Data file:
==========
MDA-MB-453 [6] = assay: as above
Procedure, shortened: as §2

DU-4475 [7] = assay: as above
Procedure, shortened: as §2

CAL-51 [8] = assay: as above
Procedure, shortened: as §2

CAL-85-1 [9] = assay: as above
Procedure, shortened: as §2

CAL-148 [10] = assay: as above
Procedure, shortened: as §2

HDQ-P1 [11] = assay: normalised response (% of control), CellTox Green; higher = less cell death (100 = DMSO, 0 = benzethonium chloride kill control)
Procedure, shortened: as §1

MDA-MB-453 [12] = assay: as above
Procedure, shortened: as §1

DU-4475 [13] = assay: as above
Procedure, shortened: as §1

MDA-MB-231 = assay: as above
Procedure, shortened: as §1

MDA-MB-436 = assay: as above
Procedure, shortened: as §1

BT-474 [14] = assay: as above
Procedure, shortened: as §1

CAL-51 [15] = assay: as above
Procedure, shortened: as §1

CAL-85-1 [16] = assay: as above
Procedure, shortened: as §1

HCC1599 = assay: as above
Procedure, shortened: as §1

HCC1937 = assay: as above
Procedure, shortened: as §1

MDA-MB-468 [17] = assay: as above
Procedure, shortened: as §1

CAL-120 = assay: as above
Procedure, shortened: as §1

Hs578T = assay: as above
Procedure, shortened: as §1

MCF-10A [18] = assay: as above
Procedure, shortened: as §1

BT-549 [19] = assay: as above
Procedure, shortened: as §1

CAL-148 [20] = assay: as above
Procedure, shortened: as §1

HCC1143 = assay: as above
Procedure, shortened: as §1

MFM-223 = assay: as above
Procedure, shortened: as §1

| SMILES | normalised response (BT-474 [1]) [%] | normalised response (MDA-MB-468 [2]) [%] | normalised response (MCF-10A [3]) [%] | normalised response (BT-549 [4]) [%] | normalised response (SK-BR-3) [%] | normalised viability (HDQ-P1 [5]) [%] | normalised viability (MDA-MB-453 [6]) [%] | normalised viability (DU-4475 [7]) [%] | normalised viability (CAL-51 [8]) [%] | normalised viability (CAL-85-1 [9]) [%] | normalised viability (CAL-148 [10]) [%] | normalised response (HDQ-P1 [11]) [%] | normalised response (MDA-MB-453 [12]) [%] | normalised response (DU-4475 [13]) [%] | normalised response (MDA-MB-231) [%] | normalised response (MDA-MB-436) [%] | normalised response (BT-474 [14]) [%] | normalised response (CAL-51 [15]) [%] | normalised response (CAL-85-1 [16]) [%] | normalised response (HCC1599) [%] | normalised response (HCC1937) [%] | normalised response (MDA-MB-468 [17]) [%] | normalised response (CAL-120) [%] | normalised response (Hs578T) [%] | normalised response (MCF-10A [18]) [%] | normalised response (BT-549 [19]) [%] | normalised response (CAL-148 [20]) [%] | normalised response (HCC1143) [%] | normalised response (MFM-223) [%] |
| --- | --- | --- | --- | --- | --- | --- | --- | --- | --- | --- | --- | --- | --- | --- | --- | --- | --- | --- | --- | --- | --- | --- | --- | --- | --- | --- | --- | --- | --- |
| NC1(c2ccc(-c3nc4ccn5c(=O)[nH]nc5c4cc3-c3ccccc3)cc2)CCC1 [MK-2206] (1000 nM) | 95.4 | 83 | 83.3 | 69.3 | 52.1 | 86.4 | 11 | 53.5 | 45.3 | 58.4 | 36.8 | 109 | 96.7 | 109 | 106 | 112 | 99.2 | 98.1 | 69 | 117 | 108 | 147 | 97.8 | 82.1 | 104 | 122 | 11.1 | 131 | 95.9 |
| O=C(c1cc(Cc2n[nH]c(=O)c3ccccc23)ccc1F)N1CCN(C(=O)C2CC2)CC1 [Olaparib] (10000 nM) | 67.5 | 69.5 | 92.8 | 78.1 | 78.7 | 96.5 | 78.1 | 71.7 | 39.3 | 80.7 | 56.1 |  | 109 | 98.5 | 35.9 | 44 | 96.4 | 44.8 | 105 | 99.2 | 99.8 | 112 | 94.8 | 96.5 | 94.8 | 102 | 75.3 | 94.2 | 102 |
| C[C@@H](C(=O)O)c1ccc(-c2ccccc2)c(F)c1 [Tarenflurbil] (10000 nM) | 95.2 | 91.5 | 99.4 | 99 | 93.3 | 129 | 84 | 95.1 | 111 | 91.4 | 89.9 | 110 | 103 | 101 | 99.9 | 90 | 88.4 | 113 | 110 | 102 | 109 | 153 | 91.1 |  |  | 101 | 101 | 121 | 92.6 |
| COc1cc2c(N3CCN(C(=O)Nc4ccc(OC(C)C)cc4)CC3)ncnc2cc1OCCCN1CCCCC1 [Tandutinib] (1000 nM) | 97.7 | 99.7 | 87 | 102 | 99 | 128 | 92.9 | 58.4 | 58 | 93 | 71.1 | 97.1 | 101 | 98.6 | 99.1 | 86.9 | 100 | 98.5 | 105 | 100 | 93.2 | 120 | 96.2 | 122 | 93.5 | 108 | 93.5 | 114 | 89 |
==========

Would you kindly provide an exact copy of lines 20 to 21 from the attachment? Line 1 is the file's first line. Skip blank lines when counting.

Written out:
Procedure, shortened: as §1

BT-474 [14] = assay: as above